It starts at a young age. We’re told that certain talents, interests, and pursuits lead to economical success and that others don’t. We’re told that those that lead to economical success are the only ones that are important, that have value, that deserve your commitment. It’s not always direct, but it is a reality for a lot of people that is often bleak and disheartening. We’re given core subjects to study in school that suggest to us what is most important to be successful in. We’re encouraged to become engineers, accountants, dentists, lawyers. We’re told that playing an instrument, drawing, and writing are good hobbies to have, but not careers to pursue. It’s tough feeling like your interests and talents aren’t valued in society. It’s tough feeling like you’re never quite good enough, like your abilities never quite meet people’s expectations.
So I just wanted to say that I think you’re extraordinary. I know that sometimes you have trouble believing this about yourself, but know that I believe it for you. You are unique and you are worthwhile. You contribute something of value to this world. You are talented and you are good at things.
You are good at telling stories, at making people laugh until their stomachs are sore and tears are in their eyes. You have incredible handwriting. You are good at making Kraft Dinner, at not following the box instructions and adding in the actual perfect amount of butter. You are good at mixing drinks. You are good at doing your hair; you can use a straightener in five different ways and every morning it looks like you’ve just been to a salon. You are good at speed-reading. You are good at playing video games, at getting the best ending in RPGs and maintaining an unbeatable KDR. You are good at writing songs, poetry, short stories, essays; you inspire and challenge people with how you string together words. You are good at making the perfect playlist for any occasion. You can put together an outfit that would make the Olsen twins envious; you take chances and experiment in fashion and motivate others to do the same. You are good at cutting straight without any lines and at drawing circles free-hand. You are good at traveling, finding the best flight deals, bartering for the cheapest prices at markets. You are good at remembering and reciting quotes from your favorite movies and TV shows. You are good at adapting to new environments, making new friends, rolling with the punches. You are good at untangling headphones and Christmas lights. You create artwork that changes people, that makes them think, that makes them stop and stare in awe.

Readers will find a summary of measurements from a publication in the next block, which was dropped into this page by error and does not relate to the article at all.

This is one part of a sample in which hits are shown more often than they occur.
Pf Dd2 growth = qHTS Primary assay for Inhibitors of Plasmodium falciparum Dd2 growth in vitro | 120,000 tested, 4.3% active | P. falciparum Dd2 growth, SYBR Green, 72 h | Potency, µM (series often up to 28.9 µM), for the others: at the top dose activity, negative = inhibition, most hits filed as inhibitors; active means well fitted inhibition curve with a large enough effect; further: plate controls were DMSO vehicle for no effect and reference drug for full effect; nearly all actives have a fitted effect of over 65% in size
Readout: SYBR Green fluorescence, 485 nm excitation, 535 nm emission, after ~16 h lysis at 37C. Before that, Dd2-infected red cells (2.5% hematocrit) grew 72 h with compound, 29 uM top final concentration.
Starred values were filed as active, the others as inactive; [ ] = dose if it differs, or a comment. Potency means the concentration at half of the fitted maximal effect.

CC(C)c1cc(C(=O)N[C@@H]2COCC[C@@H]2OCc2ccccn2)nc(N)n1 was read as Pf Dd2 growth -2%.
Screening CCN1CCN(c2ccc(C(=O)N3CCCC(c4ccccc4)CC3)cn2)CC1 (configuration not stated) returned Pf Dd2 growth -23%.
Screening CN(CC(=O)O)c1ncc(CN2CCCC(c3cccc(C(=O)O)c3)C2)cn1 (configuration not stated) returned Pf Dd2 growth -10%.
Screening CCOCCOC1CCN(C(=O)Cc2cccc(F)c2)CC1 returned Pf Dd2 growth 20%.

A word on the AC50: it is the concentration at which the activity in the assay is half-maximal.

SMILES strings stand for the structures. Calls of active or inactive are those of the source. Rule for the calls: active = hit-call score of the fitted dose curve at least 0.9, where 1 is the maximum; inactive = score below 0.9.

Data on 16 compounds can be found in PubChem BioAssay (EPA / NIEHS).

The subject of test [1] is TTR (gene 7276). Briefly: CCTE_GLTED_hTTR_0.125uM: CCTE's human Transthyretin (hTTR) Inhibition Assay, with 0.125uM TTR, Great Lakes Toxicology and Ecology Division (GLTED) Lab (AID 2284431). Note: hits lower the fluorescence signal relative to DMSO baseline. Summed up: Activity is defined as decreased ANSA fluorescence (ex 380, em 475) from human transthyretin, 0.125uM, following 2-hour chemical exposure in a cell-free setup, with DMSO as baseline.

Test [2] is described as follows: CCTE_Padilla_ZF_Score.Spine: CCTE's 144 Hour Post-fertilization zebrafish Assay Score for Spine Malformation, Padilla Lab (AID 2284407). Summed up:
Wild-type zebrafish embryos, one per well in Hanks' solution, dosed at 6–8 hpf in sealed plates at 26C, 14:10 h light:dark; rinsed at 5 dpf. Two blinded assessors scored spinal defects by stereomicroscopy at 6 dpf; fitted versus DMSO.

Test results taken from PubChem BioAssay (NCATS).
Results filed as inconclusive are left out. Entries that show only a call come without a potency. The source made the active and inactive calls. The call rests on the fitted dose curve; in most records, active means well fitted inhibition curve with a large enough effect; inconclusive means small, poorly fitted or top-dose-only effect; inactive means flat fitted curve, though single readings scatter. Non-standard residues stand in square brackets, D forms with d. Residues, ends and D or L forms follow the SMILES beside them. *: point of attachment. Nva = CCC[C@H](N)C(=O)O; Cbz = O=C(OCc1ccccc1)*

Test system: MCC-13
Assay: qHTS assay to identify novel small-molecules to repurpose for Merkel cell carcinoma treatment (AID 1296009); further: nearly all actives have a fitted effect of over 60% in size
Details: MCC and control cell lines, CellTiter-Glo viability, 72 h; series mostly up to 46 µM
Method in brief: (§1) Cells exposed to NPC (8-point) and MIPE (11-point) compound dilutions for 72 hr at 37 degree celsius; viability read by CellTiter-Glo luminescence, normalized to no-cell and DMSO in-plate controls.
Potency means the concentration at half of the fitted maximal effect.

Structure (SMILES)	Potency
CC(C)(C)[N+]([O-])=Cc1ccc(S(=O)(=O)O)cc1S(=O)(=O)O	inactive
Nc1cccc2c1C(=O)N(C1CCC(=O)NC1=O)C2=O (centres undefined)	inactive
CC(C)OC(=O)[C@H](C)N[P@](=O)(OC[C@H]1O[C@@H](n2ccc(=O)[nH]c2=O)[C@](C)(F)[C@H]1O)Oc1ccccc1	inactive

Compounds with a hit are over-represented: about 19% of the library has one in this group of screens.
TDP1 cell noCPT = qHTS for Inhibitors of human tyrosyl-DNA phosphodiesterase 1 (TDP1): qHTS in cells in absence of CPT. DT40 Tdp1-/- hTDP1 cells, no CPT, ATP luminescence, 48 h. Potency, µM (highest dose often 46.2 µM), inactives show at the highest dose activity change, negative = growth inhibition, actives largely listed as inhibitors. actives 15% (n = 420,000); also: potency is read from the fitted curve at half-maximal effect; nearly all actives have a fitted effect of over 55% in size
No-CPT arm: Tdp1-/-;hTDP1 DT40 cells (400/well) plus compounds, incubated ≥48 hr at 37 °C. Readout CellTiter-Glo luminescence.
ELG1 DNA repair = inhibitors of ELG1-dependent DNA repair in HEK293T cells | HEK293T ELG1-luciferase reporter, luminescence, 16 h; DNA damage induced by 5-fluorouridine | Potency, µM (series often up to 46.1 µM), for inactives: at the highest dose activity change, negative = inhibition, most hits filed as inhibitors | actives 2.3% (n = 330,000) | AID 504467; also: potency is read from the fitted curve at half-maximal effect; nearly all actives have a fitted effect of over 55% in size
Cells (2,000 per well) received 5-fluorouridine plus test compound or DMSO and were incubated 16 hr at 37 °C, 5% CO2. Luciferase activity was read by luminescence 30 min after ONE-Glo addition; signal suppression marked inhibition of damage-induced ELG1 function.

Don’t underestimate the importance of your abilities just because they don’t necessarily serve an economical purpose. Don’t allow anyone to convince you that what you are good at, what you are passionate about, what you find value in is not worthwhile. Your talents are a reflection of your heart, curiosity, and passions and the things that are important to you are important, period.